Advent is Not Christmas
I never tire of saying that I am most thankful to Waldorf Education for allowing me a different understanding of the Christian festivals. I feel this most during Advent when everyone is in crazy Christmas mode that has everything to do with external pressure, and very little to do with what we truly yearn for. The Advent I have come to know through all my years as a Waldorf mom is a great counterweight to all the outer insanity– if we consciously make it so.
Christmas in September drives me mad and I’m dismayed that my children are growing up in a country where Christmas is so prematurely and commercially celebrated. It’s ridiculous to have Christmas come in September, pause for Halloween, then resume almost the day after, in November. But because Advent is a tradition that is alive and well in my home, I know that I am at least offering my kids a different picture–a slower, kinder rhythm, and a view that is inwardly richer.
My Christmas tree is not up. I have no Christmas anything adorning my home. It is not yet Christmas after all. Every Friday I join a group of parents who have decided to get together to do a little Eurythmy, singing, and a sharing of experiences that will hopefully enrich our personal Advent spaces, so that we can return to our families enlivened rather than depleted and harassed. We recognize that it is our inner life that needs nourishing during this time, so that we can better serve our families.
In our home we are on the journey towards Christmas. We take Advent seriously. We strive to honor the seasons and what they mean, even though I am aware that my understanding of the great mystery of the birth is not quite complete. It doesn’t matter. What matters is that each year I work towards understanding more, not just by reading, but by engaging my senses in the practice of welcoming Advent and walking through the extra sheath of darkness it brings.
The first candle on our wreath has been lit. Last night, we read the second story out of our favorite Advent book, “The Light in the Lantern”. This is a book that has accompanied us for over a decade and we all look forward to reliving the stories each year. Tonight, we are set to read the third. It is the first week of Advent and the stories center around the mineral kingdom. On our nativity table, a few stones and a shell grace our dark blue cloth. That is all. Next week, plants will begin to appear on the table, and perhaps the Christmas tree. It will remain unadorned until the 24th, the beginning of Christmas. On the third week, animals will begin to appear. The stories in our Advent story book will support this theme. On the fourth week, the shepherds, then Mary and Joseph, and on the morning of the 25th, the Christ Child at last. On this day, our nativity table will be complete and the children will see that the time for opening presents, for celebrating in full, is upon us.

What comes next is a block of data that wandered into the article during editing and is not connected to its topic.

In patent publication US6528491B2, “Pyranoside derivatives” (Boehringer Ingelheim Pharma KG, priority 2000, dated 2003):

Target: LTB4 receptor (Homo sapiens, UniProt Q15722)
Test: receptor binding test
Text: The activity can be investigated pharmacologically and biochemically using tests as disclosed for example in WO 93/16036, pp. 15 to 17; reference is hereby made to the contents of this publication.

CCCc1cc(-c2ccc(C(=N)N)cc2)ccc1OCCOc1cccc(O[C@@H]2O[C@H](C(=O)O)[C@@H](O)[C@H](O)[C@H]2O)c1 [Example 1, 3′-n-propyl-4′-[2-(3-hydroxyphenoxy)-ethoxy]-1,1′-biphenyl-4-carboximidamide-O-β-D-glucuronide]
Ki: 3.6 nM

I know I’ve painted a seemingly impossible picture, but that’s because I have not yet described the polarity, which also happens in my home. I am not immune to the demands of the outer world and certainly have not been able to turn my back on the gift-giving. I strive to give simpler, more relevant gifts, and each year feel that I have somehow failed. On my desk is a hard copy of a Christmas list where gifts for each person are meticulously written. On the shelves are presents waiting to be wrapped and delivered. On my floor is a box I take out yearly, which contains ribbons, stickers, cards and other Christmas effects. The chaos is here as well. On the one hand there is the peaceful, more inward gesture of our Advent at home, and on another there is the external activity. Each year I strive towards balance and I am thankful that I have the more internal, quieter path to ground me.
In all my years of celebrating Advent, it is this quiet path that sustains me. It is from there I am able to draw more breath. As I gather my family around the wreath, hear their violins and voices (both angelic and teenage-broken), relive stories we have heard each year, I am forced to pause and be quiet, to put everything in perspective. The door to my chaotic study is closed, the lights are dimmed. We enter another world.
My hope for you is a similar space of quiet, carved out with intention. On the one hand, there is much to be done. On the other, it is not quite time.